The phenotypic variability of progressive supranuclear palsy (PSP) may account for its frequent misdiagnosis, in particular in early stages of the disease. However, large multicenter studies to define the frequency and natural history of PSP phenotypes are missing. In a cohort of 100 autopsy-confirmed patients we studied the phenotypic spectrum of PSP by retrospective chart review. Patients were derived from five brain banks with expertise in neurodegenerative disorders with referrals from multiple academic hospitals. The clinical characteristics of the 100 cases showed remarkable heterogeneity. Most strikingly, only 24% of cases presented as Richardson's Syndrome (RS), and more than half of the cases either showed overlapping features of several predescribed phenotypes, or features not fitting proposed classification criteria for PSP phenotypes. Classification of patients according to predominant clinical features in the first 2 years of the disease course allowed a more comprehensive description of the phenotypic spectrum. These predominance types differed significantly with regard to survival time and frequency of cognitive deficits. In summary, the phenotypic spectrum of PSP may be broader and more variable than previously described in single-center studies. Thus, too strict clinical criteria defining distinct phenotypes may not reflect this variability. A more pragmatic clinical approach using predominance types could potentially be more helpful in the early recognition of and for making prognostic predictions for these patients. Given the limitations arising from the retrospective nature of this analysis, a systematic validation in a prospective cohort study is imperative.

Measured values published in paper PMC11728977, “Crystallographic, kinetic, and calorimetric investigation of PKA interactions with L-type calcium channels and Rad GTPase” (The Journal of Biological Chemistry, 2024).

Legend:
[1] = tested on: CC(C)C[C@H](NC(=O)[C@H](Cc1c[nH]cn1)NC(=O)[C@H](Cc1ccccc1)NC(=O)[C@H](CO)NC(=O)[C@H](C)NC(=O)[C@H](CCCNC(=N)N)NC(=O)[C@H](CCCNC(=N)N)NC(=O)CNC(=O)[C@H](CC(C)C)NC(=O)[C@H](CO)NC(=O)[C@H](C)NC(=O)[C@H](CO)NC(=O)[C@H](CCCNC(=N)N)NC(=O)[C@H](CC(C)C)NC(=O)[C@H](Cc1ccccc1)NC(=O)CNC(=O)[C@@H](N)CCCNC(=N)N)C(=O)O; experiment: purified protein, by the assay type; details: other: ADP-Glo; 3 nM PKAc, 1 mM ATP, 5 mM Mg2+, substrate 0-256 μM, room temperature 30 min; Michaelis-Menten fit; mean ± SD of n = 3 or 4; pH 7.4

Clinical diagnostic criteria, Neuropathology, Phenotypes, Progressive supranuclear palsy
dx.doi.org/10.1002/mds.26054, hdl.handle.net/1765/81502
Movement Disorders
Department of Neurology

Respondek, G, Stamelou, M, Kurz, C, Ferguson, L.W, Rajput, A, Chiu, W.Z, … Hoglinger, G. (2014). The phenotypic spectrum of progressive supranuclear palsy: A retrospective multicenter study of 100 definite cases. Movement Disorders, 29(14), 1758–1766. doi:10.1002/mds.26054